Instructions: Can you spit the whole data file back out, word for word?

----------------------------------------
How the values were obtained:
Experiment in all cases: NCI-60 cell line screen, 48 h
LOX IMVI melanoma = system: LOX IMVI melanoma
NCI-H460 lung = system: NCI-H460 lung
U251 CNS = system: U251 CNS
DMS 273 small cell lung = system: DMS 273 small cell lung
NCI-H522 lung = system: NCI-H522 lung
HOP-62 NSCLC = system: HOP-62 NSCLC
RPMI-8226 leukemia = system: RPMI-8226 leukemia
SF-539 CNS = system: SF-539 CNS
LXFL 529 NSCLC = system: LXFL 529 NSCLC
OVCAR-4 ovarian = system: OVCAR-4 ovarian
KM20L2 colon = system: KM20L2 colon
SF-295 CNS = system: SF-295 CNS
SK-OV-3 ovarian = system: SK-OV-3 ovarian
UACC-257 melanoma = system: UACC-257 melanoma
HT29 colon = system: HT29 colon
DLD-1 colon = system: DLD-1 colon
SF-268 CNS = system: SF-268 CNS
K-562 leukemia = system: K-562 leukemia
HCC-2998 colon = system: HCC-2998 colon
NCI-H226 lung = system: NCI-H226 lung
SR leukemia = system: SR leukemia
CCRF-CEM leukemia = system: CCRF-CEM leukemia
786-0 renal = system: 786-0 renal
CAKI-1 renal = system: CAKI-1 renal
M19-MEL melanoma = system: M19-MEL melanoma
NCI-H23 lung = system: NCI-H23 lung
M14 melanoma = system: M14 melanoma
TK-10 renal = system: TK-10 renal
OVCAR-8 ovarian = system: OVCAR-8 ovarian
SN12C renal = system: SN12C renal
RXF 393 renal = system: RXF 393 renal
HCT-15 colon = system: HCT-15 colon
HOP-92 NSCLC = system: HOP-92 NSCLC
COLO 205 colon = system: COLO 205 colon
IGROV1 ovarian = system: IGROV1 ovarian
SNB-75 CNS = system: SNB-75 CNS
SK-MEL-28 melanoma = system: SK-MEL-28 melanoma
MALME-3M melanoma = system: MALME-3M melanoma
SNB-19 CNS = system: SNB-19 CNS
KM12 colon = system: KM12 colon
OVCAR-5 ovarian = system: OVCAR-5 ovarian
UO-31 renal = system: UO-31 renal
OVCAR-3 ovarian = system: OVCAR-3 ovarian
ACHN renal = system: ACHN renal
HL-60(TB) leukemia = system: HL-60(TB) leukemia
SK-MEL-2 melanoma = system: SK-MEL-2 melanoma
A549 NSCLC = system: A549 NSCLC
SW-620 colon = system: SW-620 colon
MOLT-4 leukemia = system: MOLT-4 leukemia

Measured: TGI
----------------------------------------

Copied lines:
How the values were obtained:
Experiment in all cases: NCI-60 cell line screen, 48 h
LOX IMVI melanoma = system: LOX IMVI melanoma
NCI-H460 lung = system: NCI-H460 lung
U251 CNS = system: U251 CNS
DMS 273 small cell lung = system: DMS 273 small cell lung
NCI-H522 lung = system: NCI-H522 lung
HOP-62 NSCLC = system: HOP-62 NSCLC
RPMI-8226 leukemia = system: RPMI-8226 leukemia
SF-539 CNS = system: SF-539 CNS
LXFL 529 NSCLC = system: LXFL 529 NSCLC
OVCAR-4 ovarian = system: OVCAR-4 ovarian
KM20L2 colon = system: KM20L2 colon
SF-295 CNS = system: SF-295 CNS
SK-OV-3 ovarian = system: SK-OV-3 ovarian
UACC-257 melanoma = system: UACC-257 melanoma
HT29 colon = system: HT29 colon
DLD-1 colon = system: DLD-1 colon
SF-268 CNS = system: SF-268 CNS
K-562 leukemia = system: K-562 leukemia
HCC-2998 colon = system: HCC-2998 colon
NCI-H226 lung = system: NCI-H226 lung
SR leukemia = system: SR leukemia
CCRF-CEM leukemia = system: CCRF-CEM leukemia
786-0 renal = system: 786-0 renal
CAKI-1 renal = system: CAKI-1 renal
M19-MEL melanoma = system: M19-MEL melanoma
NCI-H23 lung = system: NCI-H23 lung
M14 melanoma = system: M14 melanoma
TK-10 renal = system: TK-10 renal
OVCAR-8 ovarian = system: OVCAR-8 ovarian
SN12C renal = system: SN12C renal
RXF 393 renal = system: RXF 393 renal
HCT-15 colon = system: HCT-15 colon
HOP-92 NSCLC = system: HOP-92 NSCLC
COLO 205 colon = system: COLO 205 colon
IGROV1 ovarian = system: IGROV1 ovarian
SNB-75 CNS = system: SNB-75 CNS
SK-MEL-28 melanoma = system: SK-MEL-28 melanoma
MALME-3M melanoma = system: MALME-3M melanoma
SNB-19 CNS = system: SNB-19 CNS
KM12 colon = system: KM12 colon
OVCAR-5 ovarian = system: OVCAR-5 ovarian
UO-31 renal = system: UO-31 renal
OVCAR-3 ovarian = system: OVCAR-3 ovarian
ACHN renal = system: ACHN renal
HL-60(TB) leukemia = system: HL-60(TB) leukemia
SK-MEL-2 melanoma = system: SK-MEL-2 melanoma
A549 NSCLC = system: A549 NSCLC
SW-620 colon = system: SW-620 colon
MOLT-4 leukemia = system: MOLT-4 leukemia

Measured: TGI